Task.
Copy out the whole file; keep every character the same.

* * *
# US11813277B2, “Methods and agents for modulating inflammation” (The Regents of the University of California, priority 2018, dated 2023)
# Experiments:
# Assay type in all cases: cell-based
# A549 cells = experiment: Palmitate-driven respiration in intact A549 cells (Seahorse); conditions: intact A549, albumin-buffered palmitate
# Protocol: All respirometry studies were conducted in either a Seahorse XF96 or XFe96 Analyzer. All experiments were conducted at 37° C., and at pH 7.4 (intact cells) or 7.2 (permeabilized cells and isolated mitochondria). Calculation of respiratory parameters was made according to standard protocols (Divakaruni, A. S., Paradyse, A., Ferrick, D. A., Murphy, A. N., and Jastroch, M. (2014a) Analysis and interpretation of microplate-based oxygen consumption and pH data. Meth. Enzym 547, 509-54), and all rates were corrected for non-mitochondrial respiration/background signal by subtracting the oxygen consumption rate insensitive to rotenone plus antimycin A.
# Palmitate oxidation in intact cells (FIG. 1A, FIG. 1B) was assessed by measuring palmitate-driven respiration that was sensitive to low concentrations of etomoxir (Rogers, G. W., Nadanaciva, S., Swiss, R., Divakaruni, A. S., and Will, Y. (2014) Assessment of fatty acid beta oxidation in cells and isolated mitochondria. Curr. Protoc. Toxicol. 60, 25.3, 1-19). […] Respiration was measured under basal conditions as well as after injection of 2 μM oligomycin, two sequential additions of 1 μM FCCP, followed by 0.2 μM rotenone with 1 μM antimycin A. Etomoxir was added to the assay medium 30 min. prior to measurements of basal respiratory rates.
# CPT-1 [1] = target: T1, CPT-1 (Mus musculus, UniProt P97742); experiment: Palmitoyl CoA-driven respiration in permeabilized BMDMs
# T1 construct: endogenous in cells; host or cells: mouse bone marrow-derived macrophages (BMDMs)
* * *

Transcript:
# US11813277B2, “Methods and agents for modulating inflammation” (The Regents of the University of California, priority 2018, dated 2023)
# Experiments:
# Assay type in all cases: cell-based
# A549 cells = experiment: Palmitate-driven respiration in intact A549 cells (Seahorse); conditions: intact A549, albumin-buffered palmitate
# Protocol: All respirometry studies were conducted in either a Seahorse XF96 or XFe96 Analyzer. All experiments were conducted at 37° C., and at pH 7.4 (intact cells) or 7.2 (permeabilized cells and isolated mitochondria). Calculation of respiratory parameters was made according to standard protocols (Divakaruni, A. S., Paradyse, A., Ferrick, D. A., Murphy, A. N., and Jastroch, M. (2014a) Analysis and interpretation of microplate-based oxygen consumption and pH data. Meth. Enzym 547, 509-54), and all rates were corrected for non-mitochondrial respiration/background signal by subtracting the oxygen consumption rate insensitive to rotenone plus antimycin A.
# Palmitate oxidation in intact cells (FIG. 1A, FIG. 1B) was assessed by measuring palmitate-driven respiration that was sensitive to low concentrations of etomoxir (Rogers, G. W., Nadanaciva, S., Swiss, R., Divakaruni, A. S., and Will, Y. (2014) Assessment of fatty acid beta oxidation in cells and isolated mitochondria. Curr. Protoc. Toxicol. 60, 25.3, 1-19). […] Respiration was measured under basal conditions as well as after injection of 2 μM oligomycin, two sequential additions of 1 μM FCCP, followed by 0.2 μM rotenone with 1 μM antimycin A. Etomoxir was added to the assay medium 30 min. prior to measurements of basal respiratory rates.
# CPT-1 [1] = target: T1, CPT-1 (Mus musculus, UniProt P97742); experiment: Palmitoyl CoA-driven respiration in permeabilized BMDMs
# T1 construct: endogenous in cells; host or cells: mouse bone marrow-derived macrophages (BMDMs)